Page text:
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[en] Design Extension Condition (DEC): • Severe Accident: [SA] – Important due to the characteristics of SFR. – Prevention of the occurrences & Mitigation of the consequences shall be required. – Consequences of severe reactivity insertion, which might occur in the course of the CDA, shall be accommodated. • Built-in measures against the CDA: – On the designs of fuel and assemblies, reactor core, core support structure, shutdown system, coolant system and/or containment system, – By effectively utilization of passive mechanisms.
[en] Five Key Topics: 1. Overview of safety approach in the different countries. 2. Approaches to resolve safety issues related to basic safety characteristics (reactivity feedbacks, passive & inherent safety, prevention/mitigation of CDA). 3. Approaches to resolve safety issues related to Na as a coolant (Na boiling, fires, leak detection, Na-H2O interaction, SGTR). 4. Safety implication in the light of Fukushima accident (severe accident, external events, post severe accident management). 5. Design concepts for innovative SFR achieving enhanced safety.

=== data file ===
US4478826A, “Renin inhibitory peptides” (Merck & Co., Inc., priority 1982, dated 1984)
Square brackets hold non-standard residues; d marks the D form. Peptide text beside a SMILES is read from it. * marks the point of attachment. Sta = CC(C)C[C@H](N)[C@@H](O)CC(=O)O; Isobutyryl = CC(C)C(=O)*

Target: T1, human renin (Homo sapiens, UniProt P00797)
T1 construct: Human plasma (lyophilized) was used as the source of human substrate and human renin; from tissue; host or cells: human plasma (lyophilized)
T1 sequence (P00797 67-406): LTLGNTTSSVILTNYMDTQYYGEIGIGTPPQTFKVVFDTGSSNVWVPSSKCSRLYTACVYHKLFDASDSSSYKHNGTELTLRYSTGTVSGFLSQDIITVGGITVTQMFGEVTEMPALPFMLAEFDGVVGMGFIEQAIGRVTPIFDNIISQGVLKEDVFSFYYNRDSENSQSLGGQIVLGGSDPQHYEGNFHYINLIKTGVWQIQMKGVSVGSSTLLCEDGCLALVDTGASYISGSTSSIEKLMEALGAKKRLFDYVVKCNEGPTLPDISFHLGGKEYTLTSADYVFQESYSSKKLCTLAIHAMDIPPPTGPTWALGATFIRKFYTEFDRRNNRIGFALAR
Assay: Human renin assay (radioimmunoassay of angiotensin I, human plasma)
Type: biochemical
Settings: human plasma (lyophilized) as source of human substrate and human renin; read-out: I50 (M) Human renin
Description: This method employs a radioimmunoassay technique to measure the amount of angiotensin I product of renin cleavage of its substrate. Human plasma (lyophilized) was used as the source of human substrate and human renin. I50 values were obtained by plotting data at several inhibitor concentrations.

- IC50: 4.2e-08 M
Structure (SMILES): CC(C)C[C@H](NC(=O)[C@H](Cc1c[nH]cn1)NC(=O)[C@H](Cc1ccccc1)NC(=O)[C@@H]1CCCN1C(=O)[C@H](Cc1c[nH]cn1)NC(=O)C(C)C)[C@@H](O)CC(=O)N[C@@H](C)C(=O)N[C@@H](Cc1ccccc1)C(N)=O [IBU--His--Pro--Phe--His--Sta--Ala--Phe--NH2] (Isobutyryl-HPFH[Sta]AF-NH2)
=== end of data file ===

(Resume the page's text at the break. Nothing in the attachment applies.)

[en] Discussions on SFR safety features: • Focuses on five key viewpoints, based on the Japanese government report to the IAEA: – Strengthen preventive measures against a severe accident; – Enhancement of measures against severe accidents; – Enhancement of nuclear emergency response; – Reinforcement of safety infrastructure; – Raise awareness of safety culture; • SFR safety features in comparison with LWR: – External Events: • Impacts common to all the NPPs, and differences in consequences. – Differences: e.g. Decay heat removal systems: • Possibility of natural circulation with passive, • Not requiring electrical power, • Diversity of final heat sink – ambient air.
[en] Summary: • Two promising SCWR concepts have been worked out and published; pressure tube concept still under development. • Technology development ongoing. • A fuel qualification test is being designed and licensed. • Successful collaboration between GIF and INPRO is demonstrated in joint meetings and conferences.
[en] Objectives of PR&PP Working Group: • Facilitate introduction of safeguards and security features into the design process at the earliest possible stage of concept development; • Assure that conclusions of PR&PP assessments are an aid to informing decisions by policy makers in areas involving safety, economics, sustainability, and related institutional and legal issues.
[en] Metal fuel development: • Fabrication and Testing of pins in FBTR. • FBTR core conversion as predominantly metallic fuel. • Construction of an experimental 320 MWt test reactor with metallic fuel core for testing of power reactor full-scale metal fuel subassemblies. • A pyroprocess plant for treating the spent metal fuels from FBTR will be set up and commissioned in 2020. Preliminary physics design of 320 MWt experimental metal core completed.